City fires company at College Point ballfields

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Less than two months after firing the College Point ballfields contractor, the city has given the pink slip to the insurance company responsible for finding a replacement contractor to finish the project.

The city’s action left yet another company disappointed at the way the Department of Design and Construction handled the construction of the ballfields.

“We have acted responsibly with regards to the College Point sports park,” said Linda Kingman, a spokeswoman for Kemper Insurance in Long Grove, Ill., which was terminated last week. “We had workers begin indoor work at the site, but they couldn’t begin outdoor work because of the weather.”

Volmar Inc. will now finish work on the ballfields, which have been closed since illegally dumped construction debris was found on the site in 1997.

“The city has resumed work on the College Point Sports Complex and that has happened as the result of the city defaulting the (insurance company) because they didn’t submit the plan to complete the work,” said Matthew Monahan, spokesman for the city’s Department of Design and Construction. “And they failed to commence the physical work in that 25-day period.”

Monahan was referring to the 25-business-day period that began the day the city terminated its contract with the company that was commissioned to complete the ballfields, ADC Contracting of College Point. Within that month, American Motorist Inc., the insurance company for ADC Contracting, was supposed to find a replacement contractor for the project.

Monahan said Kemper Insurance Companies was fired for not ensuring that the work on the ballfields was completed.

“Unfortunately in this case, the contractor did not complete his work,” Monahan said. “We mean business when we engage in contracts.”

Monahan said that since the agency’s inception, 32 contractors have been defaulted in situations where the insurance company has finished the work.

Kingman said Kemper did, in fact, have workers at the ballfields by the deadline.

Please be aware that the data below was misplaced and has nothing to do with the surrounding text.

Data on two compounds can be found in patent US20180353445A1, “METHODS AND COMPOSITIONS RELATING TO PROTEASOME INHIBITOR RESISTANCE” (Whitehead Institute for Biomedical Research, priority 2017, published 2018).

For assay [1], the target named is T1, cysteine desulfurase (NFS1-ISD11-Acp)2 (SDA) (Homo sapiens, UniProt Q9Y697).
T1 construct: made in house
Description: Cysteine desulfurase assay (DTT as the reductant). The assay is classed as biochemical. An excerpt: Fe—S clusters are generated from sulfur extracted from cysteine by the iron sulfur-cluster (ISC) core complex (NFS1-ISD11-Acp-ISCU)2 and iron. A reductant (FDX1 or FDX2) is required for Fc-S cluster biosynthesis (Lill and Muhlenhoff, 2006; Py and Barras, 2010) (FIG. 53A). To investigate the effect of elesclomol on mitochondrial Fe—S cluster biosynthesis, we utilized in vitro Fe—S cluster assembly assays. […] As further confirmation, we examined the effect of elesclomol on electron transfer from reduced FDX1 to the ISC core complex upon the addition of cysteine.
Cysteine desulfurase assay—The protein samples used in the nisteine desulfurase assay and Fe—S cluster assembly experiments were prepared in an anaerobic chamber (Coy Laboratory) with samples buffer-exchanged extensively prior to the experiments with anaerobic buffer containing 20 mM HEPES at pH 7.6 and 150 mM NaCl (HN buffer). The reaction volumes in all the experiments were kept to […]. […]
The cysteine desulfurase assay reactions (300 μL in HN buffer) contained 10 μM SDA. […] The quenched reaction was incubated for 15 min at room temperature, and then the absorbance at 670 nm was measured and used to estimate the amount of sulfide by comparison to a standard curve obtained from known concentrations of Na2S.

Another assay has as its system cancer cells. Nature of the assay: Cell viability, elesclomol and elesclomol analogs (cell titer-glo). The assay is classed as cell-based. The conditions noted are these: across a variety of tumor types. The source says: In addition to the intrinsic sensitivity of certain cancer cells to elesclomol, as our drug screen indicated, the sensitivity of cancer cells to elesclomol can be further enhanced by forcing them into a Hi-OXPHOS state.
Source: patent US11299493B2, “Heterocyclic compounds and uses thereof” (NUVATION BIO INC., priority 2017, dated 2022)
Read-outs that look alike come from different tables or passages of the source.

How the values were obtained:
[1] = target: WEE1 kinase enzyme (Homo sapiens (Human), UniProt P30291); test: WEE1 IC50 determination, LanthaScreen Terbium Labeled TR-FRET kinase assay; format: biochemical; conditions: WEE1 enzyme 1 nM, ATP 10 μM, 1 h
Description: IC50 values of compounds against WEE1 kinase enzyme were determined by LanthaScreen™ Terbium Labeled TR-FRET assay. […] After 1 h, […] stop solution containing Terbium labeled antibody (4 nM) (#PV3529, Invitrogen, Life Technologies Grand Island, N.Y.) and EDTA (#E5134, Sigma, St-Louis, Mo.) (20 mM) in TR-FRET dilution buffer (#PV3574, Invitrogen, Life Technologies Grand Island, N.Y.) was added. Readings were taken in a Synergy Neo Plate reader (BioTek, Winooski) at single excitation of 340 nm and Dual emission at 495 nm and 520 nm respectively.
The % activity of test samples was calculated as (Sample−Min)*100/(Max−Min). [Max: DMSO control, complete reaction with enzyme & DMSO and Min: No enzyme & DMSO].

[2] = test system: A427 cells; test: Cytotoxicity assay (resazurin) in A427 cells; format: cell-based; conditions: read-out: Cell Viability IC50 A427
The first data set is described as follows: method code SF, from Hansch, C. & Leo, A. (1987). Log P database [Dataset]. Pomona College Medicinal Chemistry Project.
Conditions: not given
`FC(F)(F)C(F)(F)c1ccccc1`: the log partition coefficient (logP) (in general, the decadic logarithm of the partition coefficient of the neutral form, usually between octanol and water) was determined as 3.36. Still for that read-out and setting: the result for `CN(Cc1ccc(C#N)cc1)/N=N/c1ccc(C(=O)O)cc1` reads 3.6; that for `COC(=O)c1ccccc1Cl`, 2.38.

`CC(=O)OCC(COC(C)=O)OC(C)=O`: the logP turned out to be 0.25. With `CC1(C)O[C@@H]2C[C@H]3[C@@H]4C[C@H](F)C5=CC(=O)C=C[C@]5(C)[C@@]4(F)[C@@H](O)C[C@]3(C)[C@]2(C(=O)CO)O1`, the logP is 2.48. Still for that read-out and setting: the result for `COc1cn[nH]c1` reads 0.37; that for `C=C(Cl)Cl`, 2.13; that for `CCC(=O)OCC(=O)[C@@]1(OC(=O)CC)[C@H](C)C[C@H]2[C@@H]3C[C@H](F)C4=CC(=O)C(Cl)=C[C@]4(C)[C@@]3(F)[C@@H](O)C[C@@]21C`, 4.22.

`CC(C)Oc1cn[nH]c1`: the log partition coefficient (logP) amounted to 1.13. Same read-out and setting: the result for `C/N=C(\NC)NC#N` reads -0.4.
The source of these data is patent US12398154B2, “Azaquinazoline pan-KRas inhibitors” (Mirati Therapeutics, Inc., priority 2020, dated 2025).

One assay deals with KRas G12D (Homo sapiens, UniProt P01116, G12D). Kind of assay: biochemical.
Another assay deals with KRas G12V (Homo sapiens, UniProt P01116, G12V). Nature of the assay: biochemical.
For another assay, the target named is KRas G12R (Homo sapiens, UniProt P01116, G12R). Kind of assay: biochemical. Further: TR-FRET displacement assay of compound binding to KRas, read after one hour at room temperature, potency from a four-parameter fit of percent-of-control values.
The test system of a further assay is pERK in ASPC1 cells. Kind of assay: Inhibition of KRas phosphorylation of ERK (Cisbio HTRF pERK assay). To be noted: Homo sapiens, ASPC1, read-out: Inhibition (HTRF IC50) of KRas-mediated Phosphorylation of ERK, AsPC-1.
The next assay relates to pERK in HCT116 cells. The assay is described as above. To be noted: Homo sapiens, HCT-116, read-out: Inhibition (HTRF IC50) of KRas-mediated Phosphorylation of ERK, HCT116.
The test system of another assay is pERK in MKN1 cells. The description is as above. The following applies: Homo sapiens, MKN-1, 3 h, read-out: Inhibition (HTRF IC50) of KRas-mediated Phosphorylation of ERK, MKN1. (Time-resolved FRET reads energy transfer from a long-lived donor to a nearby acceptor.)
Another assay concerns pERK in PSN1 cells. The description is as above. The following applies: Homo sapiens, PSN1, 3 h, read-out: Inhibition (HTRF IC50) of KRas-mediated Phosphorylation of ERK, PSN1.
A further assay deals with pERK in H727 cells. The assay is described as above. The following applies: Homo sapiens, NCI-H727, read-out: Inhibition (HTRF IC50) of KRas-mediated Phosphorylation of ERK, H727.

“We did submit plans for completion of the work,” Kingman said. “Kemper is disappointed with the city’s action.”

Volmar, the contractor that regraded the site before ADC began its work, is finishing the ballfields.

The city maintains that faulty work and delays in finishing the project led to the firing of ADC Contracting in late December. But Anthony Chiodi, president of ADC, said the Department of Design and Construction mismanaged the site and was the reason he was unable to finish the job on time.

“I find it interesting that the company that I replaced is now replacing me,” Chiodi said. “It’s clear indication of a cover-up on the part of the agency. Everyone involved said the agency didn’t know what they were doing.”

Chiodi said when he arrived at the ballfields, Volmar had not regraded the entire property. He started his work with a change order, or request for more funding, in order to regrade the land on part of the site that he said was left incomplete.

Representatives for Volmar did not return calls for comment.

Chiodi said the city chose to stop paying Volmar to finish regrading the site just prior to starting his contract.

“Now they’re going back to Volmar to cover up their tracks,” he said.

The Department of Design and Construction maintains that Volmar was not a problem when it originally worked on the fields.

Chiodi is currently suing the agency for wrongful termination and for the remaining $350,000 of his contract, which Volmar will be completing. He said if he had been left to finish the project, it would have been finished in 30 working days.

His company began working on the fields in August 2002. Prior to that, construction on the fields was halted after the city found illegal fill on the ballfields construction site in 1997.

In the years that followed, five people pleaded guilty to dumping waste on the ballfields. Those five were employees of Enviro-Fill, the company that was supposed to be regrading the property with clean soil.

The city has spent millions of dollars repairing the field, while 1,300 children were left without a place to play softball, baseball and roller hockey.

Councilman Tony Avella (D-Bayside), who was president of the College Point Sports Club when the fields were shuttered, said he is tired of waiting for the city to finish the project.

“The bottom line is, for my sake and the community’s sake, the Department of Design and Construction has got to resolve these issues, but they’ve got to build these fields,” he said. “I’m just fed up and so is the community — build the complex. I don’t want to hear any excuses at this point because everybody’s to blame.”

State Sen. Frank Padavan (R-Bellerose), who also represents that area, declined to comment.

Monahan said the Department of Design and Construction still plans to have the project completed in time for Little League season this spring.

If true, that will be nine years after construction on the ballfields began.

Reach reporter Cynthia Koons by e-mail at or call 718-229-0300, Ext. 141.

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